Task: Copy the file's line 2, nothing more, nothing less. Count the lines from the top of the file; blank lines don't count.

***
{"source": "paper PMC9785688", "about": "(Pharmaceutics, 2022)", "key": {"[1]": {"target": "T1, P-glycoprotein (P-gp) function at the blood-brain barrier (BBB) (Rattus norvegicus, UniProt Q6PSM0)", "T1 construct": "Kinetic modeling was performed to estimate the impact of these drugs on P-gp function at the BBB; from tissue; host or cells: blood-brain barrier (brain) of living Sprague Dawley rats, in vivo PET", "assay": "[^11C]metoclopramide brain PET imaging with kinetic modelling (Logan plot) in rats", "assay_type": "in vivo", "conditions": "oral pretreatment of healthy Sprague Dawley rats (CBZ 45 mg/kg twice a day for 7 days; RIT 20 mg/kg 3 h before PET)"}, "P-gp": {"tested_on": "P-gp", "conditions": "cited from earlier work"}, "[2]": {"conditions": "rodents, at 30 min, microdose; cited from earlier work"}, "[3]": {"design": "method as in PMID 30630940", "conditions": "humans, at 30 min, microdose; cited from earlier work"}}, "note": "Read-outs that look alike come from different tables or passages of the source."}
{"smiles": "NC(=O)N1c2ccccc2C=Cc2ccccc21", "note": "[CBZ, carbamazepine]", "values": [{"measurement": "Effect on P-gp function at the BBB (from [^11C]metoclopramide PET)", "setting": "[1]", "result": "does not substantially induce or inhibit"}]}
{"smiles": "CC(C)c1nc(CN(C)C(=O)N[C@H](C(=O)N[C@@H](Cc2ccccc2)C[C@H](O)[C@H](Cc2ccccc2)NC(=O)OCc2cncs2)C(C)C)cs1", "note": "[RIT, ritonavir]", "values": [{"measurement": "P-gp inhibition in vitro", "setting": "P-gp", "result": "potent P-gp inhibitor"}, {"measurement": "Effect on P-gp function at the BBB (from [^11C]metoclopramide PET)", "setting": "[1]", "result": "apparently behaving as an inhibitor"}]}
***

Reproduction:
{"smiles": "NC(=O)N1c2ccccc2C=Cc2ccccc21", "note": "[CBZ, carbamazepine]", "values": [{"measurement": "Effect on P-gp function at the BBB (from [^11C]metoclopramide PET)", "setting": "[1]", "result": "does not substantially induce or inhibit"}]}